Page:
The whole of what has been stated, from the entrance of the first party to the leaving of the second, would not occupy more than twenty-five or thirty minutes; and does not require so much. Peter and John next arrived at the sepulchre, followed by Mary Magdalene. The Apostles soon left the spot; but Mary remained; and not much more than half an hour after sunrise, this grateful woman, after having received a suitable preparation of mind for the unexpected joy, first saw her risen Lord. The interview might end about a quarter before seven.

The other Mary' and her companions from Bethany, would at that time be hastening over the Mount of Olives; and after our Saviour had parted from Mary Magdalene at the sepulchre, he approached them, and gave them also a message to his brethren.'-These women might at this time be about two miles from the sepulchre ; but it is obvious, from Luke xxiv. 31, and John xx. 19, that, in these calculations of time, we are not required to take into account any thing but the movements of the women as respects our Lord himself, all, on that day, bears the character of supernatural; and in the above statement, the approach of our Lord to the women who were hastening to Bethany, is supposed to have taken place immediately after his appearance to Mary Magdalene at the sepulchre.

During the later part of the day the Lord appeared unto Simon,' as well as to the two disciples on the way to Emmaus; and in the evening he presented himself to the Apostles, who (except Thomas) had assembled together-we may presume in consequence of the joyful tidings of the morning, and in the chamber where they ate the passover with their Lord three evenings before. Thus closed the glorious day-the birth-day of our lively hope of an inheritance incorruptible, undefiled, and that fadeth not away.'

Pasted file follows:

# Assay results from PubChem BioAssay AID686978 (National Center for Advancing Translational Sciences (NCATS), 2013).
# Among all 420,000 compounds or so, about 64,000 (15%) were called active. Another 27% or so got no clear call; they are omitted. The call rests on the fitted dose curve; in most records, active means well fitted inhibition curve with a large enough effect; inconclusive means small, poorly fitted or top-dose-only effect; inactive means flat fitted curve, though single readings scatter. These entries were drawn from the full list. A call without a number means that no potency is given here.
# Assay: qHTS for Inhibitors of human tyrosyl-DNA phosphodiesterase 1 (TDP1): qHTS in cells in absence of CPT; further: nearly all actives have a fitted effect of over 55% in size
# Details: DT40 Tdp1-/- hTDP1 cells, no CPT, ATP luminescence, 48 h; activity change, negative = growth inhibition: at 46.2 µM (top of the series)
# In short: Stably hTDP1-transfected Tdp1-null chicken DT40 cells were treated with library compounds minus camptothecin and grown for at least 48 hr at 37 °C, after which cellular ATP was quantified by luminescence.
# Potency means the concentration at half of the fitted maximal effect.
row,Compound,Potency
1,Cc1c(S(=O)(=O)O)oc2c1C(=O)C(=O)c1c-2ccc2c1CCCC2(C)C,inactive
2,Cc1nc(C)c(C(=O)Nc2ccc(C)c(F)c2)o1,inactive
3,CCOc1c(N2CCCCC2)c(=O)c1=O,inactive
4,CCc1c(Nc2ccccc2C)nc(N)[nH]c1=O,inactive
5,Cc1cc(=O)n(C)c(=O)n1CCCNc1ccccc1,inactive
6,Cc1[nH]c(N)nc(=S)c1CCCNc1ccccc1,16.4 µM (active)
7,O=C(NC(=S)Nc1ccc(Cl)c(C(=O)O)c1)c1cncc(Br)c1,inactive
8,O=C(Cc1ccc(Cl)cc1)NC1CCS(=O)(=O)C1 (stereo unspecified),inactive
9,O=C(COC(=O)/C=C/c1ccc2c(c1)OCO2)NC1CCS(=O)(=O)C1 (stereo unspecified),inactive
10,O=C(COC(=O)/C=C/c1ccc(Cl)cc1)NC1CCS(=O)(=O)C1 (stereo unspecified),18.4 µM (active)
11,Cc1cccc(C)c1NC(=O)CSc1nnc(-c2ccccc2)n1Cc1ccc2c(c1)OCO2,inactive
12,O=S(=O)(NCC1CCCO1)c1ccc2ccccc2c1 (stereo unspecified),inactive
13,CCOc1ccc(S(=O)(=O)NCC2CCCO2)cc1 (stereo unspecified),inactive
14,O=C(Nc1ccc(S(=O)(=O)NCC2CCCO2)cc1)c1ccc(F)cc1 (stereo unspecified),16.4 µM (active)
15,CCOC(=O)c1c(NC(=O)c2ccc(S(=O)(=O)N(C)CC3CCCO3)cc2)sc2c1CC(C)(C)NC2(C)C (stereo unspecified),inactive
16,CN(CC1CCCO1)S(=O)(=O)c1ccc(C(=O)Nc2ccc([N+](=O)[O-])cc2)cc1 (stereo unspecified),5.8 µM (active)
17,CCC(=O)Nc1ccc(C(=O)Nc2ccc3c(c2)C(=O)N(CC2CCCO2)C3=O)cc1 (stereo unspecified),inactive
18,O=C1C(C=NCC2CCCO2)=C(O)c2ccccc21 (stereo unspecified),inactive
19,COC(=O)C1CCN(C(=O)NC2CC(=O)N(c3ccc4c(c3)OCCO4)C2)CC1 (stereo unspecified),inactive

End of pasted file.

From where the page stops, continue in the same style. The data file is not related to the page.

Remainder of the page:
The following scheme may contribute to elucidate the succession of visits to the Sepulchre. It is framed npon the supposition that some of the women who came with Mary Magdalene saw the Angel who had rolled away the stone, before they entered the Sepulchre. See note +, p. 287. If the reader do not see sufficien: reason to adopt this supposition, he may erase the words, "are accosted by an Angel without the Tomb, and then go within".

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Perhaps also some other disciples may have afterwards come to the Tomb: see Note •

p. 294.

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* Οψε δε σαββάτων.

3 And

they said

"Who shall roll
away the stone for us
from the entrance
of the sepulchre ? "
4 (and when they
looked up, they be-
held that the stone